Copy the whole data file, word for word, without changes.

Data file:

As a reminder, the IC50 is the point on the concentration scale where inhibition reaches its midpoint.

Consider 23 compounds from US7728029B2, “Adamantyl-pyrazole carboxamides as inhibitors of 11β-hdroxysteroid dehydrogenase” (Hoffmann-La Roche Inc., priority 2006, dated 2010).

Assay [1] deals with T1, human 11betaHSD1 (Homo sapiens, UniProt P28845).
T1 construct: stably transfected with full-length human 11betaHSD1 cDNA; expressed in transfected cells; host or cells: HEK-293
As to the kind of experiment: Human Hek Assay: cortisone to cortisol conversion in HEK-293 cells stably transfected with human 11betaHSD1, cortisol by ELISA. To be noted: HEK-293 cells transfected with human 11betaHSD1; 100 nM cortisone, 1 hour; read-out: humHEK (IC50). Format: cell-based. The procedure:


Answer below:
As a reminder, the IC50 is the point on the concentration scale where inhibition reaches its midpoint.

Consider 23 compounds from US7728029B2, “Adamantyl-pyrazole carboxamides as inhibitors of 11β-hdroxysteroid dehydrogenase” (Hoffmann-La Roche Inc., priority 2006, dated 2010).

Assay [1] deals with T1, human 11betaHSD1 (Homo sapiens, UniProt P28845).
T1 construct: stably transfected with full-length human 11betaHSD1 cDNA; expressed in transfected cells; host or cells: HEK-293
As to the kind of experiment: Human Hek Assay: cortisone to cortisol conversion in HEK-293 cells stably transfected with human 11betaHSD1, cortisol by ELISA. To be noted: HEK-293 cells transfected with human 11betaHSD1; 100 nM cortisone, 1 hour; read-out: humHEK (IC50). Format: cell-based. The procedure: